Wednesday, May 30, 2012

Let's Ride With Little Junior Parker

It is odd to hear Herman ‘Little Junior’ Parker referred to as a fairly obscure figure in the history of African-American music as Dave Penny does in the liner notes of the excellent two-disc, Fantastic Voyage public-domain reissue, Ride With Me, Baby: The Singles 1952-1961. Parker in his unfortunately brief career was a significant and influential figure on the blues circuit. He headlined the Blues Consolidated tours with Bobby Bland at the time his Duke recordings were consistently on the charts. His Sun Recordings were covered by Elvis Presley, and Magic Sam was among many Chicago bluesmen to adapt some of his recordings. On his recording of Take Me To The River, Al Green dedicate the song to Parker, his cousin, who had passed on.

Fantastic Voyage has compiled all of Parker’s singles for Modern Records (One 78 and a duet with Bobby Bland); all of his Sun recordings (including alternate takes), and his Duke recordings through Annie Get Your Yo-Yo. In all there are 55 selections that showcase Parker’s smooth, soulful singing and harmonica style influenced by the second Sonny Boy Williamson, backed by solid bands including the Blue Flames with Matt Murphy) or Matt’s brother Floyd) on guitar to recordings with the Duke records house band led by tenor saxophonist Bill Harvey and trumpet player and ace arranger, Joe Scott.

Included are such landmark recordings as Feelin’ Good, and Mystery Train made for Sun and numerous hits for Duke that include Next Time You See Me, Mother-In-Law Blues, I Wanna Ramble, That’s Alright, Sitting and Thinking, Barefoot Rock, Sweet Home Chicago, Stranded, Driving Wheel, and In The Dark. It is interesting see how his music matured as his backings became more sophisticated and urbane. His rendition of Jimmy Rogers’ That’s Alright stands up well to Rogers’ original and his recording of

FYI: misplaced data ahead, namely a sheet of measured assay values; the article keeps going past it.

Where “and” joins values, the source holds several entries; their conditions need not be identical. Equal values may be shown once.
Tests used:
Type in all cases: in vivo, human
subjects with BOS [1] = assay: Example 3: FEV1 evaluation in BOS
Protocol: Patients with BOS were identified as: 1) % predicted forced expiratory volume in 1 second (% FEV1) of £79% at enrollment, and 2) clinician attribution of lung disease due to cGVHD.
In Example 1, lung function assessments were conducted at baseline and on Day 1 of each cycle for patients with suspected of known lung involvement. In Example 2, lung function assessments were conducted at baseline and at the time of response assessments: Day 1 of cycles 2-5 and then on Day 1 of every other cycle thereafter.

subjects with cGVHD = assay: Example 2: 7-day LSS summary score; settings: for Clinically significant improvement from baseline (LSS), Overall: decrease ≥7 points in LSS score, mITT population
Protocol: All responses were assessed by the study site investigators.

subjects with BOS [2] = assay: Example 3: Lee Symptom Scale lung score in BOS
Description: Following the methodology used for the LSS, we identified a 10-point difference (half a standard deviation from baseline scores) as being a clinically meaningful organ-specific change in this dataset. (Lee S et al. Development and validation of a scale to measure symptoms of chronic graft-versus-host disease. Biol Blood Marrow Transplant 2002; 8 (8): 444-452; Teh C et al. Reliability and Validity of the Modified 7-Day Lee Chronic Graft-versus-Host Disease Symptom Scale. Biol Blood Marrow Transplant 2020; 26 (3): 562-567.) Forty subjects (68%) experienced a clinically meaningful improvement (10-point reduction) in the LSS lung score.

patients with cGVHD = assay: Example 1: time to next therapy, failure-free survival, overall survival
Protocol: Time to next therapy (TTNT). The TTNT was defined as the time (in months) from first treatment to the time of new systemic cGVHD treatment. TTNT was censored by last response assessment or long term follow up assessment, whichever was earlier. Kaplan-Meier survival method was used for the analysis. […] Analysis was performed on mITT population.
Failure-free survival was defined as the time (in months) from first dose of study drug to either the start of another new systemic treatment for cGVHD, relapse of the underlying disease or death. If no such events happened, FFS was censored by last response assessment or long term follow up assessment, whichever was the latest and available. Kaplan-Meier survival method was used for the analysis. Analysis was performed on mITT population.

Sweet Home Chicago predates the song becoming the overdone blues anthem of recent years. There was a warmth in his vocals and when he played the harmonica on his recordings it gave a downhome feel to the urbane Duke sides.

He would continue to record for Duke for several more years and then for Mercury/Blue Rock, and Capitol. He continued to have some chart success until he passed away in 1971 from a brain tumor, not quite yet 40 years. Dave Penny provides a a concise survey of Parker’s life and music and full discographical information is included. Little Junior Parker was finally inducted into the Blues Foundation’s Hall of Fame thirty years later and now we have this very welcome, overdue and highly recommended, reissue of Parker’s singles from the first decade of his recording career.

This was a purchase.

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